The most important events of the Qatar World Cup 2022 final
One team is from South America. Another Europe. The game takes place in the Middle East.
Soccer -- a sport, a sport -- continues to grow in America, but the rules and customs remain foreign to many of its millions of spectators. Many had just tuned in to Fox's pre-NFL game on Sunday morning, only to discover that this experiment in human conditions had been thoroughly carried out on the football field.
Prior knowledge or appreciation doesn't matter, face the drama, emotion, brilliance and pressure that transcends all appeals to all.
When Gonzalo Montiel, a 25-year-old from the suburbs of Buenos Aires, scored Argentina's fourth penalty to win the World Cup for his country, people wondered about that perfect sport. Moments filled with appreciation.
For his part, Montiel could hardly celebrate. He just tore off his shirt and started crying.
These are the stakes. This is undeniable.
Globally, they estimate that around 700 million people will watch the World Cup final, and while there are no figures yet, the US must have contributed 10 to 20 million or more, despite the 10am start time.
That's partly because you don't need to know if Mbappe is a person or a place to be consumed. It's sport at its best, a back-and-forth heavyweight fight where you excel in every way and then go all out to win.
Argentina won 4-2 on penalties and broke a grueling 3-3 draw, converting all four of their attempts quietly in arguably the most painful way to end such a game. It took Argentina through one, but two epic French comebacks, and a historic hat-trick for star Kylian Mbappe.
That's what people want. spectacle. save. This conflicting behavior sometimes feels like watching a car crash. Twice Argentina stood on the brink of glory, only to have their hearts nearly pop out of their chests. In the stands, fans cried after scoring and conceding goals.
It's the kind of affair that keeps cardiologists busy, beautiful games at their best, both simplistic and terribly complex.
Lionel Messi, 35, is coming to the end of his illustrious career, scoring two goals and adding one with his second assist or assist in hockey. His second goal came in the 108th minute as part of a superhuman effort to beat the Argentine with ease.
But he was overtaken by the 23-year-old Mbappe, who scored an 80th-minute penalty as France trailed 2-0 and turned the game around with a brilliant finish 96 seconds later.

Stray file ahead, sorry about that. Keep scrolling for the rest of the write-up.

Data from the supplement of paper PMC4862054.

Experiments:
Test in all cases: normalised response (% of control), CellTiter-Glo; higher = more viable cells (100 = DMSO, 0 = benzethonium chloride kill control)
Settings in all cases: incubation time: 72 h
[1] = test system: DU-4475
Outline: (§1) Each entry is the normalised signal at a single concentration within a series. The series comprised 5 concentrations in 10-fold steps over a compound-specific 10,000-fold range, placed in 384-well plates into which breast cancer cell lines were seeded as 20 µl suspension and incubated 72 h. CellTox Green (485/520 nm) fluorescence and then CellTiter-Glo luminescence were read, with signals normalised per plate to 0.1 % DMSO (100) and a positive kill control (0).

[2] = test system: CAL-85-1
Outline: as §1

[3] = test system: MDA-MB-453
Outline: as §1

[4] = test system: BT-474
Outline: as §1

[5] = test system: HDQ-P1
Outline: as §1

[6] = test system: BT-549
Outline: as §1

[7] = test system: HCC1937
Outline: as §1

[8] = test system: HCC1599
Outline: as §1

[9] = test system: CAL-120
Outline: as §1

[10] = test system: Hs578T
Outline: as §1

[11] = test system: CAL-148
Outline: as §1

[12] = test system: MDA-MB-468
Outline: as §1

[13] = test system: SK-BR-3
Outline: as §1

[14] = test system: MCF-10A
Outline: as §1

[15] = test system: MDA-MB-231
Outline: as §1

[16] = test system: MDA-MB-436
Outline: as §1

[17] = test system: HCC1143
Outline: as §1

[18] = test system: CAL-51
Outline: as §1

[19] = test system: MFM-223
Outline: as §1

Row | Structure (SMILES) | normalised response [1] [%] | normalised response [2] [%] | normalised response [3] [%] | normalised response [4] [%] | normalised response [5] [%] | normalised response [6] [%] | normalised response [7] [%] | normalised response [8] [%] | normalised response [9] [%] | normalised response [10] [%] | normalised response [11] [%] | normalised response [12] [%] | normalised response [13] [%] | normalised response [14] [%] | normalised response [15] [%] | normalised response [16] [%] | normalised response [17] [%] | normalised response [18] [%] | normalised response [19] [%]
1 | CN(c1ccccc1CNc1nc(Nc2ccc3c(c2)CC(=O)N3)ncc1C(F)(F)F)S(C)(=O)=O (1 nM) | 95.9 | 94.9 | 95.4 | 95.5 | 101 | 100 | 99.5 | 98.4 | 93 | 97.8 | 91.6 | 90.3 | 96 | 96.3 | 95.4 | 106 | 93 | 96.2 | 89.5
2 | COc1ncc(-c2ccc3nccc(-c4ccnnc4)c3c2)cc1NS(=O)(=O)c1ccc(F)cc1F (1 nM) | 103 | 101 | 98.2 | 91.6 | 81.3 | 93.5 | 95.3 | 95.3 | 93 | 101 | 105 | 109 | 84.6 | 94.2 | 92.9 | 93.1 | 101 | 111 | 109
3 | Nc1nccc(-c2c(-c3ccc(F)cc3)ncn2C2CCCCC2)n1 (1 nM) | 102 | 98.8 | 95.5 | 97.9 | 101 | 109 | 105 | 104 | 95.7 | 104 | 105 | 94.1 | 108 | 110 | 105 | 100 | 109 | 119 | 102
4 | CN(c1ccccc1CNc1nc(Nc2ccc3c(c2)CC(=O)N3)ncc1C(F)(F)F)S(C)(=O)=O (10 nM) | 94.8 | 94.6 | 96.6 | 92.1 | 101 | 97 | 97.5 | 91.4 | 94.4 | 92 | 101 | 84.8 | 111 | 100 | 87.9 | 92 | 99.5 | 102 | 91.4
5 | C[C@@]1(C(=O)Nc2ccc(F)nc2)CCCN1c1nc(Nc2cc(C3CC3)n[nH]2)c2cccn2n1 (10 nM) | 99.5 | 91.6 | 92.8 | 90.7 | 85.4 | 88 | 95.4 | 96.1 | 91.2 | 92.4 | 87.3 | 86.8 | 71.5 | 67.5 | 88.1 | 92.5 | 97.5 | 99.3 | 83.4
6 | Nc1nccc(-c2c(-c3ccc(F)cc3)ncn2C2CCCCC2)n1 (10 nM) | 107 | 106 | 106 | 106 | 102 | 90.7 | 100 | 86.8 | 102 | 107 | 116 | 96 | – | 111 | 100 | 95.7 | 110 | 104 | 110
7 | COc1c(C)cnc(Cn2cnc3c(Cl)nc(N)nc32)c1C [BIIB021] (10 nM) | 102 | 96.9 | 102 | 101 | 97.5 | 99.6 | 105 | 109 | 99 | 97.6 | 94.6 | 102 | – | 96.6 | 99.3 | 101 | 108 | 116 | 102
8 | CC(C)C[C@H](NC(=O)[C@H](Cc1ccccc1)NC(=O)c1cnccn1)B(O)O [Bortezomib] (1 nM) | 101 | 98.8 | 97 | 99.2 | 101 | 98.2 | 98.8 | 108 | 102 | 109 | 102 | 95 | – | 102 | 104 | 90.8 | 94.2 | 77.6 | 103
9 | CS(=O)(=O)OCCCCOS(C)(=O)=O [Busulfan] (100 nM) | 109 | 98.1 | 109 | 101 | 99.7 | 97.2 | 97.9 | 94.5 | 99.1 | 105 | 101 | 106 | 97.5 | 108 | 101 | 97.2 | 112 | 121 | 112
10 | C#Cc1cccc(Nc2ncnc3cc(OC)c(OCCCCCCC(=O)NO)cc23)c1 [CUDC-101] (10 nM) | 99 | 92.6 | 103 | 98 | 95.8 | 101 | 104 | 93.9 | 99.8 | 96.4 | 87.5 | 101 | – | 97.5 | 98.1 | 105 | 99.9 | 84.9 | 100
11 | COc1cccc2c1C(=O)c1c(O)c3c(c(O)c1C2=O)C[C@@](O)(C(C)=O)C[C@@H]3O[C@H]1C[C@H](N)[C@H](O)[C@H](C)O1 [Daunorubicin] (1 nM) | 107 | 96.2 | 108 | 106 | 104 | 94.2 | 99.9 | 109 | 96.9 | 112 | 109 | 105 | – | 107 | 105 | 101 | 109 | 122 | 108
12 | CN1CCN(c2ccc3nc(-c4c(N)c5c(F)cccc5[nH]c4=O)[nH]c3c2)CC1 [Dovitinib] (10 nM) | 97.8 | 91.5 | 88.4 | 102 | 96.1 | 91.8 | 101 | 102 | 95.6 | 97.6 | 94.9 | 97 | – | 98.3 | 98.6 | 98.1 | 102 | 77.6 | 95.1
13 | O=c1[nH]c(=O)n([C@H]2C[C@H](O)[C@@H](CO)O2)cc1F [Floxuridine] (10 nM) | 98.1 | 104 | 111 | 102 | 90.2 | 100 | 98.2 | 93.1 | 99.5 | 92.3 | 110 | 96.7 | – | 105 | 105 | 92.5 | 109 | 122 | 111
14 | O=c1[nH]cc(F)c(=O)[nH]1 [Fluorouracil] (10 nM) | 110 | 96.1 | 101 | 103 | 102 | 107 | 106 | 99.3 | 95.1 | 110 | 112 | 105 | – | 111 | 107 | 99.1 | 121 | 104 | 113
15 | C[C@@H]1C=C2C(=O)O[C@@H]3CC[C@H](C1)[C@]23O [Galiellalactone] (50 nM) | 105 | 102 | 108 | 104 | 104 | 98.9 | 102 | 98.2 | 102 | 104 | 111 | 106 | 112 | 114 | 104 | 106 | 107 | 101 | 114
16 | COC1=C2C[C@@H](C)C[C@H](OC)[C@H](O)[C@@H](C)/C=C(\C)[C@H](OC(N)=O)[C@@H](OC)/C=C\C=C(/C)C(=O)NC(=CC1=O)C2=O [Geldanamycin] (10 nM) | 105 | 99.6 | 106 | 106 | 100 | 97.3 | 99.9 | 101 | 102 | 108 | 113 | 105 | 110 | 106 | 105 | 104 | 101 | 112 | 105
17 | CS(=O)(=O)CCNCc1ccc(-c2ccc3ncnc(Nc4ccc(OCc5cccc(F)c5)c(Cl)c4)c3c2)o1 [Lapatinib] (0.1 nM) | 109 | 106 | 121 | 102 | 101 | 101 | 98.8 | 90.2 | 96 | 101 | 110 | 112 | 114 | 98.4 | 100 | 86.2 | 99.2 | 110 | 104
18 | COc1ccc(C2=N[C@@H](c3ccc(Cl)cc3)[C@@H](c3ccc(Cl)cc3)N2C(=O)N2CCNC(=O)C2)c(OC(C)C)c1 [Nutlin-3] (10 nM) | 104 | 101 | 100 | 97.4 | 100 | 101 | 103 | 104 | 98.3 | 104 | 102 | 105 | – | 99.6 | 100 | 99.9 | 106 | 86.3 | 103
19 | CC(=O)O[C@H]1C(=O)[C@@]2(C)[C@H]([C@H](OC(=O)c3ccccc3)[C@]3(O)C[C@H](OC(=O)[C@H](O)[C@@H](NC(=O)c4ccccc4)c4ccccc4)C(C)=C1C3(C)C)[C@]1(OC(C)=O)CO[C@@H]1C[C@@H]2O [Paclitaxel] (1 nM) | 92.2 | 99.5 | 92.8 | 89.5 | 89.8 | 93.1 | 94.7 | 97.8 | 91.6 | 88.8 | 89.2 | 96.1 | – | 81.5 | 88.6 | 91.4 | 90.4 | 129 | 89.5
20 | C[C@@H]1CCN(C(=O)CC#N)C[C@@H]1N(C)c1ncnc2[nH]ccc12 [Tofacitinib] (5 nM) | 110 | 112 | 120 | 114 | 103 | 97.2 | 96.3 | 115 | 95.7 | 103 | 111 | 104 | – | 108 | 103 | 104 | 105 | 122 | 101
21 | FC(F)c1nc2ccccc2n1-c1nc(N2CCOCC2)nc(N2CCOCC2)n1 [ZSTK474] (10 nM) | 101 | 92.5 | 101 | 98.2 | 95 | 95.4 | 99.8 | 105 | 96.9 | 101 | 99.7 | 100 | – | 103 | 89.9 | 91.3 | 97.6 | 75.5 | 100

Then, shortly after Messi scored in the second half of extra time, Mbappe added another in the 118th minute to force a penalty shootout. Once there, both men are converted, a final reminder of their class.
Along the way, Argentina's Emiliano Martinez and France's Hugo Lloris made daring saves, not to mention the defenders' efforts to block and sweep the pitch.
Many of the millions of people watching in the US aren't really interested. Of course, many people do.
Over the decades, the sport's popularity among its core fans has grown exponentially. Messi, in particular, is particularly popular here, but so is his club team-mate Kylian Mbappe at Paris Saint-Germain.
They don't need to know the backstory, however, or the trajectory of their careers, or the historic national horror that ensues.
They just know it exists.
To have the opportunity to see the best player in the world at something, to play at that level, to try at that level, to give it your all - physically, emotionally, mentally - is more than enough.
From living room sofas to bar stools, scream, scream and smile for football in a rare way.
Especially for a non-US team.
For two-and-a-half hours on Sunday, football took the country by storm like never before. His jaws tightened as his audience grew. This has no meaning for the future. This isn't an announcement that World Games is about to become America's Game.
Construction continues, but this is just a moment and one that should be appreciated; a glorious, if unexpected, moment.
The best performances from Argentina and France on Sunday gave the U.S. a glimpse of the sport at its best.
You can celebrate with the Argentine, you can mourn with the French, you can pay tribute to the pinnacle of Messi's career and enjoy the greatness of Mbappe's generation. You can scream with excitement and fear.
That's movement. That's life.